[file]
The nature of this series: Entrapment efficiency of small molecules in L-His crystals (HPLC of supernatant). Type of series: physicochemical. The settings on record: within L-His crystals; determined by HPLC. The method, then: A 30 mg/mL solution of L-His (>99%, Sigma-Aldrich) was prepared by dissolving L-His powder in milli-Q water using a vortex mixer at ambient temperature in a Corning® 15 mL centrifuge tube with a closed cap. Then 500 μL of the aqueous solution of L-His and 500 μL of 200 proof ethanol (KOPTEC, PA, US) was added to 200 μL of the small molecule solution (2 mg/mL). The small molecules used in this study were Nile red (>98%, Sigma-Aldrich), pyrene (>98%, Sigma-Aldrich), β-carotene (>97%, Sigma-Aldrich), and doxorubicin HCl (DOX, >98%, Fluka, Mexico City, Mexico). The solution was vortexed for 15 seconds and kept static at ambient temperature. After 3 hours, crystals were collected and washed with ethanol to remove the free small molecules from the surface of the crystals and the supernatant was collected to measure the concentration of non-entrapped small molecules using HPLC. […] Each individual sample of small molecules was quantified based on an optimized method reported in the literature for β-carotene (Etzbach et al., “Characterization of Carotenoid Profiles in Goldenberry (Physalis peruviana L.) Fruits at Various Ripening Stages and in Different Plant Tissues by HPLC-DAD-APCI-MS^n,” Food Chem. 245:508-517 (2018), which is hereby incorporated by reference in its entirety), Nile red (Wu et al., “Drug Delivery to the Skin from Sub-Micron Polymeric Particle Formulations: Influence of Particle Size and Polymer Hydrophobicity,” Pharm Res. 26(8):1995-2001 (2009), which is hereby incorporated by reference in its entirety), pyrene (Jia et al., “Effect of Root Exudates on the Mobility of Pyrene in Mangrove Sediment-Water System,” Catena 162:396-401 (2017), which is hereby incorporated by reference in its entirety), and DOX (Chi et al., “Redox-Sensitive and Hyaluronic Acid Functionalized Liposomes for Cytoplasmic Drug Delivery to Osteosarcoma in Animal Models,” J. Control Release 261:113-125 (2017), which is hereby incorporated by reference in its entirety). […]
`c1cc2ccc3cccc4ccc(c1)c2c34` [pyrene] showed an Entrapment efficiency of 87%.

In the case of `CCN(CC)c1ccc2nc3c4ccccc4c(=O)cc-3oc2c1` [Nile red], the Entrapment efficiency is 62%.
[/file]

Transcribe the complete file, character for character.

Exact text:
The nature of this series: Entrapment efficiency of small molecules in L-His crystals (HPLC of supernatant). Type of series: physicochemical. The settings on record: within L-His crystals; determined by HPLC. The method, then: A 30 mg/mL solution of L-His (>99%, Sigma-Aldrich) was prepared by dissolving L-His powder in milli-Q water using a vortex mixer at ambient temperature in a Corning® 15 mL centrifuge tube with a closed cap. Then 500 μL of the aqueous solution of L-His and 500 μL of 200 proof ethanol (KOPTEC, PA, US) was added to 200 μL of the small molecule solution (2 mg/mL). The small molecules used in this study were Nile red (>98%, Sigma-Aldrich), pyrene (>98%, Sigma-Aldrich), β-carotene (>97%, Sigma-Aldrich), and doxorubicin HCl (DOX, >98%, Fluka, Mexico City, Mexico). The solution was vortexed for 15 seconds and kept static at ambient temperature. After 3 hours, crystals were collected and washed with ethanol to remove the free small molecules from the surface of the crystals and the supernatant was collected to measure the concentration of non-entrapped small molecules using HPLC. […] Each individual sample of small molecules was quantified based on an optimized method reported in the literature for β-carotene (Etzbach et al., “Characterization of Carotenoid Profiles in Goldenberry (Physalis peruviana L.) Fruits at Various Ripening Stages and in Different Plant Tissues by HPLC-DAD-APCI-MS^n,” Food Chem. 245:508-517 (2018), which is hereby incorporated by reference in its entirety), Nile red (Wu et al., “Drug Delivery to the Skin from Sub-Micron Polymeric Particle Formulations: Influence of Particle Size and Polymer Hydrophobicity,” Pharm Res. 26(8):1995-2001 (2009), which is hereby incorporated by reference in its entirety), pyrene (Jia et al., “Effect of Root Exudates on the Mobility of Pyrene in Mangrove Sediment-Water System,” Catena 162:396-401 (2017), which is hereby incorporated by reference in its entirety), and DOX (Chi et al., “Redox-Sensitive and Hyaluronic Acid Functionalized Liposomes for Cytoplasmic Drug Delivery to Osteosarcoma in Animal Models,” J. Control Release 261:113-125 (2017), which is hereby incorporated by reference in its entirety). […]
`c1cc2ccc3cccc4ccc(c1)c2c34` [pyrene] showed an Entrapment efficiency of 87%.

In the case of `CCN(CC)c1ccc2nc3c4ccccc4c(=O)cc-3oc2c1` [Nile red], the Entrapment efficiency is 62%.